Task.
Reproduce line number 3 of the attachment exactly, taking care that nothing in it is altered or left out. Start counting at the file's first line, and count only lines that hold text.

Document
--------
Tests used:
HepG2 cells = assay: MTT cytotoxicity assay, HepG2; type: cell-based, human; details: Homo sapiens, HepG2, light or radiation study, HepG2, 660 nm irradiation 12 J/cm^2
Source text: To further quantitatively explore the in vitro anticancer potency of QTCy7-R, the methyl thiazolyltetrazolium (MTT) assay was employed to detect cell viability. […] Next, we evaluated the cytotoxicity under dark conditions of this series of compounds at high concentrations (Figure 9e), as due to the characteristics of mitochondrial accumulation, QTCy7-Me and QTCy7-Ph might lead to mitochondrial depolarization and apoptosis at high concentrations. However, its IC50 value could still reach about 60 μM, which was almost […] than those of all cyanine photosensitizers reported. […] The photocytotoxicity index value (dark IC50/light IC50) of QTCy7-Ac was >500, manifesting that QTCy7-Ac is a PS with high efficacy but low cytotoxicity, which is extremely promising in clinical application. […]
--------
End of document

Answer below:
Source text: To further quantitatively explore the in vitro anticancer potency of QTCy7-R, the methyl thiazolyltetrazolium (MTT) assay was employed to detect cell viability. […] Next, we evaluated the cytotoxicity under dark conditions of this series of compounds at high concentrations (Figure 9e), as due to the characteristics of mitochondrial accumulation, QTCy7-Me and QTCy7-Ph might lead to mitochondrial depolarization and apoptosis at high concentrations. However, its IC50 value could still reach about 60 μM, which was almost […] than those of all cyanine photosensitizers reported. […] The photocytotoxicity index value (dark IC50/light IC50) of QTCy7-Ac was >500, manifesting that QTCy7-Ac is a PS with high efficacy but low cytotoxicity, which is extremely promising in clinical application. […]